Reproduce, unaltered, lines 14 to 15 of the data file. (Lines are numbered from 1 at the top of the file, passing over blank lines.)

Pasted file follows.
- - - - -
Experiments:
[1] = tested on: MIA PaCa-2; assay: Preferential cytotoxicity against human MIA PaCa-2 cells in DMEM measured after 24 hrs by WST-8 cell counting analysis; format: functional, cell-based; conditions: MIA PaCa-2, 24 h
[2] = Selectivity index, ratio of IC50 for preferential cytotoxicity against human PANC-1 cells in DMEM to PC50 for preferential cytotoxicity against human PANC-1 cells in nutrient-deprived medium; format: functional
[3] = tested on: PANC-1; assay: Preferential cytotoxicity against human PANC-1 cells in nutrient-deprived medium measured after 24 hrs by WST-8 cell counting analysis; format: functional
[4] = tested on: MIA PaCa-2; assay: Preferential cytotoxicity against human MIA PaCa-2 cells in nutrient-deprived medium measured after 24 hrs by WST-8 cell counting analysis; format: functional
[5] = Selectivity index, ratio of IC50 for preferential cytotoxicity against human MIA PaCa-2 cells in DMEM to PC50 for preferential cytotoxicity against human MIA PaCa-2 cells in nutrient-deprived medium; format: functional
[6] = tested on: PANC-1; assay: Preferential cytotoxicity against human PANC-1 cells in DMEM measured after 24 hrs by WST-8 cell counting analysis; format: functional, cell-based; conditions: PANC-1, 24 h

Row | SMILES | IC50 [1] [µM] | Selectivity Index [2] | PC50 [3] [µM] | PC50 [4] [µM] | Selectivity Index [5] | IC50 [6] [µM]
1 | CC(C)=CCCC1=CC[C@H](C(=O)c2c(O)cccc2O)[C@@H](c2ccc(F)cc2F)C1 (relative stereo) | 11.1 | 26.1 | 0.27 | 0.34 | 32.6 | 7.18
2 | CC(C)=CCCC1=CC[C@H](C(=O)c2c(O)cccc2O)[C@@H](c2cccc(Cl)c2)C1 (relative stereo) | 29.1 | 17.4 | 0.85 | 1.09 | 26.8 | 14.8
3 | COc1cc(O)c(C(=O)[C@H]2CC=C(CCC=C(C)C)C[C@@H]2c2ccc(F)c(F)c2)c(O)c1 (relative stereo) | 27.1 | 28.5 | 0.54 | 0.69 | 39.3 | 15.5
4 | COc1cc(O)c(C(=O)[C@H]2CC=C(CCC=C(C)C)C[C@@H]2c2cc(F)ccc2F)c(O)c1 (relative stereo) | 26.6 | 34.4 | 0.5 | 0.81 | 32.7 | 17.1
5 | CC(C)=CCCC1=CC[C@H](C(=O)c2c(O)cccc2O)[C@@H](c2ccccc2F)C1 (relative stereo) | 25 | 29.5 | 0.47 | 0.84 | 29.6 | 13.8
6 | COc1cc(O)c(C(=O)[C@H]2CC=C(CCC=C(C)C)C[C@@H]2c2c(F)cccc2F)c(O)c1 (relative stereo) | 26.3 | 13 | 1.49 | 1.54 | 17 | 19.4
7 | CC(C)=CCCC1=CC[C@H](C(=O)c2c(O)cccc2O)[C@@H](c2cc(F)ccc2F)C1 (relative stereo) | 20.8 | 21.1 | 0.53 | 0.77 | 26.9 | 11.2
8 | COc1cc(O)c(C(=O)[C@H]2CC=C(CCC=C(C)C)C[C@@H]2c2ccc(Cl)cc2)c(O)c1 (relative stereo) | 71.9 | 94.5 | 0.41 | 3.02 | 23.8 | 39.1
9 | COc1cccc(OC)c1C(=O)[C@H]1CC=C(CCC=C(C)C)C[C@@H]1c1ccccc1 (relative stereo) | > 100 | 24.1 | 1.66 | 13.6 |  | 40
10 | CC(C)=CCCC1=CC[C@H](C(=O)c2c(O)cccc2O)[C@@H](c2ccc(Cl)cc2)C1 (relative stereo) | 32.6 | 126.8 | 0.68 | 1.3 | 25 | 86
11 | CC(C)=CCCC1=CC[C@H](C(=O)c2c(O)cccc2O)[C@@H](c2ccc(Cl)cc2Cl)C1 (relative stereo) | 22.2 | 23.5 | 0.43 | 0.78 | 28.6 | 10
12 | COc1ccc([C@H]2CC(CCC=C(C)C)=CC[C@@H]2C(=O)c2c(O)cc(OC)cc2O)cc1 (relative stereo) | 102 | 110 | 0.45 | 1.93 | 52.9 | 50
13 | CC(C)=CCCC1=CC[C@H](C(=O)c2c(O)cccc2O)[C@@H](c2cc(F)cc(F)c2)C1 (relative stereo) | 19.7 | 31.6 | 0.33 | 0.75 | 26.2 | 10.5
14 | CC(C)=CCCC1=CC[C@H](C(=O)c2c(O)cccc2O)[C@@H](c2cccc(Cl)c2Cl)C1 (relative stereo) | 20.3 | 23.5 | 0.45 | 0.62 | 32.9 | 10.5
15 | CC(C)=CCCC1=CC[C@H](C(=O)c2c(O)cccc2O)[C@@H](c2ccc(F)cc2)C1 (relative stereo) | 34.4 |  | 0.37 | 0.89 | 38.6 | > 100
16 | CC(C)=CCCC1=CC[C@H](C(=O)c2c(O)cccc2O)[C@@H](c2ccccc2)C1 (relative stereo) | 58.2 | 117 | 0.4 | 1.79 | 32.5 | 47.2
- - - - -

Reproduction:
6 | COc1cc(O)c(C(=O)[C@H]2CC=C(CCC=C(C)C)C[C@@H]2c2c(F)cccc2F)c(O)c1 (relative stereo) | 26.3 | 13 | 1.49 | 1.54 | 17 | 19.4
7 | CC(C)=CCCC1=CC[C@H](C(=O)c2c(O)cccc2O)[C@@H](c2cc(F)ccc2F)C1 (relative stereo) | 20.8 | 21.1 | 0.53 | 0.77 | 26.9 | 11.2